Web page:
The Many Textures of Sleep-Deprivation
I have not slept for a stretch longer than three hours in over six months.
To be clear, a three hour stretch is the exception rather than the rule. (And this is, I think, why it took me a full minute to think of the word ‘exception’ as I was writing that sentence.) Three hour sleep stretches are not nights that I expect. In fact, I yearn for those nights when I’m gifted three consecutive hours of sleep. And those nights are unpredictable. They aren’t something for which I can plan.
Anymore, I don’t even remember what it’s like to sleep for four, five, even six hours.
My nights are often carved into hour-and-a-half long chunks of restless sleep. Nurse, fall back asleep. Nurse, fall back asleep. Nurse, fall back asleep. Nurse, fall back asleep.
My dreams are intense, vivid, more nonsensical than they’ve ever been. Sometimes I wake at 3:30 a.m. and am struck with insomnia–the sort of insomnia that you get when you are so devastatingly tired that your body forgets how to fall back asleep.
And yet, I think that my body has learned how to function. My body has adjusted to the sleep that it is lacking. In many ways, I feel as “okay” as I did back when Eric was sleeping six to ten hours long every night.
I feel safe driving. I feel safe cooking, using major household appliances. I feel confident in my ability to do the work for which I am paid. I don’t let deadlines slip. I can be sharp, creative, and insightful when I need to be. Sometimes I’m even witty.
But my mind is suffering. Perhaps not suffering–“suffering” seems a bit too “first-world-problems,” even for something so all-consuming as sleep deprivation. But my mind is not what it once was. Or rather, it almost feels as if it is turning in on itself. Churning. Somersaulting. Desperately seeking a place to just lie down and sleep.
I’m forgetful. I make careless typos (and am endlessly embarrassed when I don’t catch them in my blog posts). I’m easily overwhelmed. I’m quick-tempered. I’m distracted.
This is coming from someone whose mind was already racing a million-miles-per minute before it even became the mind of a mother.
I work from home. Which means that I work alongside my children. In spite of my children. While my children watch me. With breaks that involve joyful games and books and meals and hugs and snuggles with my children.
I love this situation intensely–it is what works for me, and I’m lucky to be able to choose it–but it is a relentless situation. I don’t have many childcare options. I often write blog posts while I’m sitting in bed with the older boys, after I’ve read to them their good night books. I often do other work on my computer while Eric naps in a baby carrier, attached to my front. I respond to emails while nursing. I reluctantly ask already-overworked neighbors to watch the boys when I’ve scheduled a daytime meeting. I rush out the door in the evening the moment Tim comes home from work when I have a nighttime meeting.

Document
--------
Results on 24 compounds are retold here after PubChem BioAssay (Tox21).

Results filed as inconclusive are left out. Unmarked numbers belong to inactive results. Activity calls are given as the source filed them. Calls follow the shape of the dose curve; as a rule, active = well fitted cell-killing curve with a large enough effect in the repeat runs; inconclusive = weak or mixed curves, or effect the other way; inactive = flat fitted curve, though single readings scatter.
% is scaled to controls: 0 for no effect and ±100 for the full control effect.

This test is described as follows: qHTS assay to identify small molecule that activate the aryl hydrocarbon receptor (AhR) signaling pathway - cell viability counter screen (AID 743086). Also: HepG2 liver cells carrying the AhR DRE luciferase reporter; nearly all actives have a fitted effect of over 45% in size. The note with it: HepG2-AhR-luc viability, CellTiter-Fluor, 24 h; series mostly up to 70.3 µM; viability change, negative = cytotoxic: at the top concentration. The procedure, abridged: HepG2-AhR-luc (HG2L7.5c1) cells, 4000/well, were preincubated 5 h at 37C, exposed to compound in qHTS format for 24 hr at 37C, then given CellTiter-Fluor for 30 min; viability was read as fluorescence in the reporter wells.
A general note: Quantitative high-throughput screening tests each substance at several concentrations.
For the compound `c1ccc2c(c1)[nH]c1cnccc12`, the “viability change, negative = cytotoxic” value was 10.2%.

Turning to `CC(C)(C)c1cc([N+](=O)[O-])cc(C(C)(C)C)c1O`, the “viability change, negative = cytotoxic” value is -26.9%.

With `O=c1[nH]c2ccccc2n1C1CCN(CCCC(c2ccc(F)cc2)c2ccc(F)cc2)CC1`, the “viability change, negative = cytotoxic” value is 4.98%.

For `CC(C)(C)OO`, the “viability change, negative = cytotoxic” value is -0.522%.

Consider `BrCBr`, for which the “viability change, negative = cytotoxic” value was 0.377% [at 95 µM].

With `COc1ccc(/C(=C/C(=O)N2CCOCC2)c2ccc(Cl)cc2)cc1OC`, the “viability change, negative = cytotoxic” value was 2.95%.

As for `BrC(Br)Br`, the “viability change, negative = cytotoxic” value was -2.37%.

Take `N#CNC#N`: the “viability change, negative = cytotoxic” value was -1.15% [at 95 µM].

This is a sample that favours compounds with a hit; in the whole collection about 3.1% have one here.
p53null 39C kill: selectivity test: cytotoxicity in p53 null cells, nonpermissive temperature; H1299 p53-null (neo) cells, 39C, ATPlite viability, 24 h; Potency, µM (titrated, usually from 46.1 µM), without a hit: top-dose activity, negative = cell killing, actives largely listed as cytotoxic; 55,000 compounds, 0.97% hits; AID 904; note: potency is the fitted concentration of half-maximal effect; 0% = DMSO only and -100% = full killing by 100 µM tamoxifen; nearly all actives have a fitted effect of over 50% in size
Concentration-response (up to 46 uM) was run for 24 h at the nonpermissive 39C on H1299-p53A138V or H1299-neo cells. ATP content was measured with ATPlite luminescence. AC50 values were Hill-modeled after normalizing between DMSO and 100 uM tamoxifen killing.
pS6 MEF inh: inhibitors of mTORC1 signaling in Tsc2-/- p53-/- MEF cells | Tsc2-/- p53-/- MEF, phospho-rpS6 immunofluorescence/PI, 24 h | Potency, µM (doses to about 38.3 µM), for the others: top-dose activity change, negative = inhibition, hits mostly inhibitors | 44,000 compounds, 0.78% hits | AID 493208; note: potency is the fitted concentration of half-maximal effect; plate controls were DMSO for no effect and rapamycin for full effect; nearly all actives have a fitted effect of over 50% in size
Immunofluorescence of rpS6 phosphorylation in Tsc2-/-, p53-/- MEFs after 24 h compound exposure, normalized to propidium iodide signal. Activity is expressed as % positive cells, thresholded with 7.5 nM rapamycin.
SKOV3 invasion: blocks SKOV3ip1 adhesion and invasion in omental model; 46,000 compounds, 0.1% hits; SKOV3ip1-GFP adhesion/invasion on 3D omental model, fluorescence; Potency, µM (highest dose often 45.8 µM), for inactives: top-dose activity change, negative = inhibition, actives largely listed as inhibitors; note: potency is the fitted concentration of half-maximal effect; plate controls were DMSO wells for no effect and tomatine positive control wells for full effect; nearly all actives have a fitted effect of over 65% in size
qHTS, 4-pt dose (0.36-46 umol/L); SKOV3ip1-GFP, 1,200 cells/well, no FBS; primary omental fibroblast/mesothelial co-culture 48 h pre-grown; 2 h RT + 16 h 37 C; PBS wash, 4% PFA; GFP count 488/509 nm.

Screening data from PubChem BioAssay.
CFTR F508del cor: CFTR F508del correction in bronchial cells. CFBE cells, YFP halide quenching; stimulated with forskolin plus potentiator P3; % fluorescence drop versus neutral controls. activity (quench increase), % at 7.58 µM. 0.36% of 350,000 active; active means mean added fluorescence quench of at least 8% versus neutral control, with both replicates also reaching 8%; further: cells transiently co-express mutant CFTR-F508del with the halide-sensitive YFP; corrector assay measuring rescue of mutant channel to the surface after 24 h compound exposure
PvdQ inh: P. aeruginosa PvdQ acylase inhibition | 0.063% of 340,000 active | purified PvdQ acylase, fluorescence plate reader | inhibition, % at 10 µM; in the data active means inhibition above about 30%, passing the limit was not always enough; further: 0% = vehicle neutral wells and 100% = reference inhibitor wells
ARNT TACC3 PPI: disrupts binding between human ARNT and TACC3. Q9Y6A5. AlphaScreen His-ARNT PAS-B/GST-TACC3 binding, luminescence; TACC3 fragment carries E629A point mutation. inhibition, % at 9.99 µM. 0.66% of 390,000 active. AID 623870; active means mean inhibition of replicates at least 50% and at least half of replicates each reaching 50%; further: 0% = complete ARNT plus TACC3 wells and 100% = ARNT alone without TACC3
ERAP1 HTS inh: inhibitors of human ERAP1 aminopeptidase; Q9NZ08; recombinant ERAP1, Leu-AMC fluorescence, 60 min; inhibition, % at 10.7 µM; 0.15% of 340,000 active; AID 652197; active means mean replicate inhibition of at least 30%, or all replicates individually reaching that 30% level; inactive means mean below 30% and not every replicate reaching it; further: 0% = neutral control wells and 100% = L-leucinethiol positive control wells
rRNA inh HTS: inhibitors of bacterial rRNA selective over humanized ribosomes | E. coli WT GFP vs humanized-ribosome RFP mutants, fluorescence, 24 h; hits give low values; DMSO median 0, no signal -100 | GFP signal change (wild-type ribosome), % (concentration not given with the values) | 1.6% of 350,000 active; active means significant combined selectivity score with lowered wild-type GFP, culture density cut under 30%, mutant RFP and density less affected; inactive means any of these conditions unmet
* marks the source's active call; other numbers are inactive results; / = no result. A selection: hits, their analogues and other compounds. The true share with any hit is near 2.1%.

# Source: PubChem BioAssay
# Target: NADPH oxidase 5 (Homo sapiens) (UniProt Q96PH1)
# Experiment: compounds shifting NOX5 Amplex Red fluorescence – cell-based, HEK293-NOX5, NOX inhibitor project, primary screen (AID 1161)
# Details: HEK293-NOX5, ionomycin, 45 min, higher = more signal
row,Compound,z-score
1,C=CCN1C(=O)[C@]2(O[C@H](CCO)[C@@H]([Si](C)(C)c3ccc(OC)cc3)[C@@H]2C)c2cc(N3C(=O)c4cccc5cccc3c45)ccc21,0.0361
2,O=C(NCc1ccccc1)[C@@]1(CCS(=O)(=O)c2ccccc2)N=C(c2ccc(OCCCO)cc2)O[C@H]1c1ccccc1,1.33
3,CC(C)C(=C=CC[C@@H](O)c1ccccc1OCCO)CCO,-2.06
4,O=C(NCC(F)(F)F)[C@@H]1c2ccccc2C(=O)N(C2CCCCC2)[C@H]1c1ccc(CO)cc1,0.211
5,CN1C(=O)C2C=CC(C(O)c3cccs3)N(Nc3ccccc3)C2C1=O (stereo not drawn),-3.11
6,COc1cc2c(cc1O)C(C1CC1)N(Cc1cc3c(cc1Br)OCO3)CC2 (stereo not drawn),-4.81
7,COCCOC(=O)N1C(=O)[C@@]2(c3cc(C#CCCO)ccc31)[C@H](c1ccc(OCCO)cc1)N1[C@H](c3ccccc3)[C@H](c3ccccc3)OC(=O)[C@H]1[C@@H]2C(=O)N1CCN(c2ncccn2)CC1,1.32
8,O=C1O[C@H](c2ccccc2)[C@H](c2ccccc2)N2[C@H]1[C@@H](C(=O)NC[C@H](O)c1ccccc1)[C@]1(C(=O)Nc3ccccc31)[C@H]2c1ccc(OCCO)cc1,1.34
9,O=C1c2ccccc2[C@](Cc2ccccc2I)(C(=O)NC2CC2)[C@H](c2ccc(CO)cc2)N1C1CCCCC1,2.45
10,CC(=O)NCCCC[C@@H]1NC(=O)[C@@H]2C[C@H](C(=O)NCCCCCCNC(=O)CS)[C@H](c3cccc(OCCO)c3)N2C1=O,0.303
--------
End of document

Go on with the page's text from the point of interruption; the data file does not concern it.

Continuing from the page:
I am well-nourished and healthy and safe in my home. I am partnered with the World’s Best Partner. And I am so tired. So devastatingly tired.
Eric is getting four teeth right now, and teething always throws a wrench into our already delicate sleep circumstances. Thus, getting him down for a nap–bouncing him around the house, in his Boba carrier, as I’ve done for the past four weeks because it’s the only thing that works–has become more challenging. He fights sleep. His poor mouth and gums are in pain. He does not like this any more than I do.
But when a baby is not sleeping, and when you need that baby to sleep, and when you depend on that sleep in order to get shit done, the fighting of said sleep only exacerbates the already devastating fatigue that you feel.
If you’ve ever wondered how a person can feel both rage and pity, but compassion and frustration, both boundless love and endless desperation, just ask a mother who’s not sleeping what it’s like when her baby fights sleep. What it’s like as that baby cries and twists their body away in pain or discomfort or their own devastating fatigue. When that mother wants to hold that baby close and soothe everything that ails them. When she just needs a break from that baby who never gives her a break.
The world seems like it might end in those moments when the baby is fighting sleep.
In those moments, it’s all too easy to feel as if the sleep will never come. Never.
It’s all to easy to think that time will be suspended forever in this very moment: the one where you are failing yourself and your baby, the one where you will never get a full night’s rest again.
Until, that is, the moment when that baby finally does fall asleep. The moment where you’ve not failed. The moment where you remember that this too–even this–shall pass. The moment where you wonder how you could ever feel any rage, frustration, or endless desperation. Because then there’s only the pity and compassion and boundless love left. The world’s texture then changes dramatically, becomes manageable, becomes softer-hued and warm.
And then, if that baby sleeps, the world just might continue to be manageable and soft-hued and warm when the baby is awake once more.
These moments of sleep–these small gifts, these naps from my sweet boy Eric–are what make my sleep-deprived world more manageable, soft-hued, and warm these days.
I know that he’ll sleep again some day. I know that we’ll all sleep some day. I know that there is even a non-zero probability that Eric will some day go back to sleeping for six to ten hours at night, and two to four hours during the day in a place that is not his mother’s arms, all before he goes to kindergarten.
But for now, these moments are what sustain me, as devastatingly tired as I am.